Our most important concerns should be on God and the Kingdom of God and on the spiritual needs of our souls. The physical needs are not the most significant or most important one in the whole prayer. Acknowledging God as our Father who is in heaven is important. The salvation of our souls is important. Heaven is our home where we belong.
“Hollow be thy name.” We are here to make God known to the world. It is important that we live our life in ways that will manifest God’s name and God’s glory to the world.
“Thy Kingdom come!” Our desire and passion in life is for the sovereignty of God. The focus of our effort and labor in the world is to carry out God’s will.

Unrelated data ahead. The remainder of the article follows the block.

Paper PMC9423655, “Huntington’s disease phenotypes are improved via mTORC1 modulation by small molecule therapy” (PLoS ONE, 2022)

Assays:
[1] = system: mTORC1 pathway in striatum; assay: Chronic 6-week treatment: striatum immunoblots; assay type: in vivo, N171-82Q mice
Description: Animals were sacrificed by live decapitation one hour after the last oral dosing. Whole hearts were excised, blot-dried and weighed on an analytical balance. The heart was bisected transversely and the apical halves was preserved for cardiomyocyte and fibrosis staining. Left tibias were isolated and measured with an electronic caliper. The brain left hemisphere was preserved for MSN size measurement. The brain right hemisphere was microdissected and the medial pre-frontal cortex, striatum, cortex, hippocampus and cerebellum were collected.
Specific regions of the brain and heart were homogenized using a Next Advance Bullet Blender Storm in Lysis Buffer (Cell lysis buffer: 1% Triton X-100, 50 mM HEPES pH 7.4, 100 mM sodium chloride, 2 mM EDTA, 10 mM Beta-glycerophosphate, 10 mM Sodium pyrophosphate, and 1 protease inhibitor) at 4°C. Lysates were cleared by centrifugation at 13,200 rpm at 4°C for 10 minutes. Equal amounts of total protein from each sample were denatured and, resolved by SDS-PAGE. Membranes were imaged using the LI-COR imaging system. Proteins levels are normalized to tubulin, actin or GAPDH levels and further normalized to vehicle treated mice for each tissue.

“Give us this day our daily bread!” This is the least important element in the prayer; but for all of us, this is the most important part of our lives. Working for bread takes most of our times and consumes most of our energy. We spend most of our times in life to work for daily bread. Many people and nations go to war because of “daily bread.” Our concerns are not the same with the spirit of the Prayer that Jesus teaches us. We just take time to work for daily bread and let God take care of his Name and His Kingdom. We let God take care of his will, and we mind our own business of making bread for ourselves. We take good care of our bodies and neglect the wellbeing of our souls. In fact many people are providing temptations and leading others into temptations rather than avoiding them; and we often are inviting ourselves into temptations.